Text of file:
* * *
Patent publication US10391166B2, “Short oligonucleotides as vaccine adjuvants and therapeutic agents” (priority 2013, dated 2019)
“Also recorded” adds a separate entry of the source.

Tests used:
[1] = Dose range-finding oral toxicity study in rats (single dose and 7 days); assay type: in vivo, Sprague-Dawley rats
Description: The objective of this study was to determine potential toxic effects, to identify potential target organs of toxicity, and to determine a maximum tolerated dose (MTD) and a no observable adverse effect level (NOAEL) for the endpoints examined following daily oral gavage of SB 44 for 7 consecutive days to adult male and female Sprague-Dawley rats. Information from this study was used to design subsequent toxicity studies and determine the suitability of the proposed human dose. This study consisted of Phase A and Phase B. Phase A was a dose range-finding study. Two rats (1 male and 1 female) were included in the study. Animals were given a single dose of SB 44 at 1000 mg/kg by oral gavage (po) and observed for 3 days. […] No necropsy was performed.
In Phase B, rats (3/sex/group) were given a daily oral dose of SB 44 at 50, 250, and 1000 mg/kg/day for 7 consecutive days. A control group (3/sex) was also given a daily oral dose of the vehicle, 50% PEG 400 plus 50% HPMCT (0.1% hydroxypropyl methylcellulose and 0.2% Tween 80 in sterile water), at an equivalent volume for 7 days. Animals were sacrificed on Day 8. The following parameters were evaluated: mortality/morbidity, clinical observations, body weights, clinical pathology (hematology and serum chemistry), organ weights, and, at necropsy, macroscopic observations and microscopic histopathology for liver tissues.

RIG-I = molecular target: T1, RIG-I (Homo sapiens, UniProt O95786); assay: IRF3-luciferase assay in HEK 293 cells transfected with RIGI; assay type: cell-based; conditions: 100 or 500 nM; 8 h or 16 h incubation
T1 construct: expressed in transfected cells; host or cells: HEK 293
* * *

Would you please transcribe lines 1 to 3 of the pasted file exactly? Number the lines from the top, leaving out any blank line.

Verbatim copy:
Patent publication US10391166B2, “Short oligonucleotides as vaccine adjuvants and therapeutic agents” (priority 2013, dated 2019)
“Also recorded” adds a separate entry of the source.

Tests used: